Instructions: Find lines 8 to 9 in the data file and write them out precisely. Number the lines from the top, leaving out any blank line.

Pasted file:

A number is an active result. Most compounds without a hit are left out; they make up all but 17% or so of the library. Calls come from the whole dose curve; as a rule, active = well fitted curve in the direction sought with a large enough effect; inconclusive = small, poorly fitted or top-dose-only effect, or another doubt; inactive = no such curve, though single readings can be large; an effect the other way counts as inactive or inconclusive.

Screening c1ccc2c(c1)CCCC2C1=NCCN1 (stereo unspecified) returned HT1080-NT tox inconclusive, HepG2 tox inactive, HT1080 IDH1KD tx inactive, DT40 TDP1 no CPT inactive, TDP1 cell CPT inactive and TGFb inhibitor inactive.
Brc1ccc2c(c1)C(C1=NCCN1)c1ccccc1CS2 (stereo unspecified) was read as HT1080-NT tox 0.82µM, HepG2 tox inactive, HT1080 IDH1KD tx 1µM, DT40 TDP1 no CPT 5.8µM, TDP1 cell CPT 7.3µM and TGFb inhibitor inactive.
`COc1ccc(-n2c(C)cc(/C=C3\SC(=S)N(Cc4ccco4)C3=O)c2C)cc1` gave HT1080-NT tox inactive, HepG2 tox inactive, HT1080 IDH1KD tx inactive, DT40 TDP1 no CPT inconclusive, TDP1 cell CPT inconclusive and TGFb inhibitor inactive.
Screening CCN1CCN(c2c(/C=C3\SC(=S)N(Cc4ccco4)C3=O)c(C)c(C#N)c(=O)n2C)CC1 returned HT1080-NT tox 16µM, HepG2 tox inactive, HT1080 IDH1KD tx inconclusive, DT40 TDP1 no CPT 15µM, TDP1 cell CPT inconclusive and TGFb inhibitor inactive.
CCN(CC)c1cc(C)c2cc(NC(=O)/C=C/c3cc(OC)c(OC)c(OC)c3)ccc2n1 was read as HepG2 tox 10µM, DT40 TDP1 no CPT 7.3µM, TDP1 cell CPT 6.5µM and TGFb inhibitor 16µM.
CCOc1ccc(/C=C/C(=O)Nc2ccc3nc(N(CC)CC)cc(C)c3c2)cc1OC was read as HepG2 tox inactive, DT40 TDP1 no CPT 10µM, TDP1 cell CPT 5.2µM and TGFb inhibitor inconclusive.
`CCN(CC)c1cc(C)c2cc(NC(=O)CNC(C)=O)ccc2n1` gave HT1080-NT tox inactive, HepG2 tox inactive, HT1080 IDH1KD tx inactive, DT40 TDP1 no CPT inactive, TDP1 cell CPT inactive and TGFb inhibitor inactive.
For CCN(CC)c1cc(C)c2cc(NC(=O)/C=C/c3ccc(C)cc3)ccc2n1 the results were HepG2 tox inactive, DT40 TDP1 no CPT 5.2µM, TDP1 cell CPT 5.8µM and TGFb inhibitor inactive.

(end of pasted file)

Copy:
`CCN(CC)c1cc(C)c2cc(NC(=O)CNC(C)=O)ccc2n1` gave HT1080-NT tox inactive, HepG2 tox inactive, HT1080 IDH1KD tx inactive, DT40 TDP1 no CPT inactive, TDP1 cell CPT inactive and TGFb inhibitor inactive.
For CCN(CC)c1cc(C)c2cc(NC(=O)/C=C/c3ccc(C)cc3)ccc2n1 the results were HepG2 tox inactive, DT40 TDP1 no CPT 5.2µM, TDP1 cell CPT 5.8µM and TGFb inhibitor inactive.